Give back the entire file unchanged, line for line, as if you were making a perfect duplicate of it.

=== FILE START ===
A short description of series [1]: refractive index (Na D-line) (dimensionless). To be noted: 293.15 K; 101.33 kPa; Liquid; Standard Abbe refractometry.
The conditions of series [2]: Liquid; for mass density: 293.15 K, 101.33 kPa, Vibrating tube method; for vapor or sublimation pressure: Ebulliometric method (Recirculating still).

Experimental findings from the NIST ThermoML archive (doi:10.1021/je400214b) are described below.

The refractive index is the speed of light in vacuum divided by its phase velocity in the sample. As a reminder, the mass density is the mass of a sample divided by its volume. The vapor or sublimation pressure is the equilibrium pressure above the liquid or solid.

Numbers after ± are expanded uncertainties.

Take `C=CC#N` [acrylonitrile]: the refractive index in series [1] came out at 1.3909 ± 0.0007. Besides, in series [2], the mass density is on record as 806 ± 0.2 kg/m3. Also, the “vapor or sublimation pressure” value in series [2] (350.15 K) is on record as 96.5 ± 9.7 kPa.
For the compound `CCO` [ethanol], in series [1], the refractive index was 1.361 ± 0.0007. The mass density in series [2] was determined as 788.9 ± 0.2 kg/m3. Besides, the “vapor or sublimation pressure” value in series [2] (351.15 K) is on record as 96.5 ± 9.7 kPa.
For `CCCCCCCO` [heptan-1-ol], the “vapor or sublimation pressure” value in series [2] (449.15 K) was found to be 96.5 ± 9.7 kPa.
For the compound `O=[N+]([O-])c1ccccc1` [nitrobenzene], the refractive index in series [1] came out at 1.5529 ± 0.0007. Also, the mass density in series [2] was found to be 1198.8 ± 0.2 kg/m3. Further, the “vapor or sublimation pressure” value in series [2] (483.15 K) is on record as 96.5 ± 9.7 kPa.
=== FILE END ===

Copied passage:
A short description of series [1]: refractive index (Na D-line) (dimensionless). To be noted: 293.15 K; 101.33 kPa; Liquid; Standard Abbe refractometry.
The conditions of series [2]: Liquid; for mass density: 293.15 K, 101.33 kPa, Vibrating tube method; for vapor or sublimation pressure: Ebulliometric method (Recirculating still).

Experimental findings from the NIST ThermoML archive (doi:10.1021/je400214b) are described below.

The refractive index is the speed of light in vacuum divided by its phase velocity in the sample. As a reminder, the mass density is the mass of a sample divided by its volume. The vapor or sublimation pressure is the equilibrium pressure above the liquid or solid.

Numbers after ± are expanded uncertainties.

Take `C=CC#N` [acrylonitrile]: the refractive index in series [1] came out at 1.3909 ± 0.0007. Besides, in series [2], the mass density is on record as 806 ± 0.2 kg/m3. Also, the “vapor or sublimation pressure” value in series [2] (350.15 K) is on record as 96.5 ± 9.7 kPa.
For the compound `CCO` [ethanol], in series [1], the refractive index was 1.361 ± 0.0007. The mass density in series [2] was determined as 788.9 ± 0.2 kg/m3. Besides, the “vapor or sublimation pressure” value in series [2] (351.15 K) is on record as 96.5 ± 9.7 kPa.
For `CCCCCCCO` [heptan-1-ol], the “vapor or sublimation pressure” value in series [2] (449.15 K) was found to be 96.5 ± 9.7 kPa.
For the compound `O=[N+]([O-])c1ccccc1` [nitrobenzene], the refractive index in series [1] came out at 1.5529 ± 0.0007. Also, the mass density in series [2] was found to be 1198.8 ± 0.2 kg/m3. Further, the “vapor or sublimation pressure” value in series [2] (483.15 K) is on record as 96.5 ± 9.7 kPa.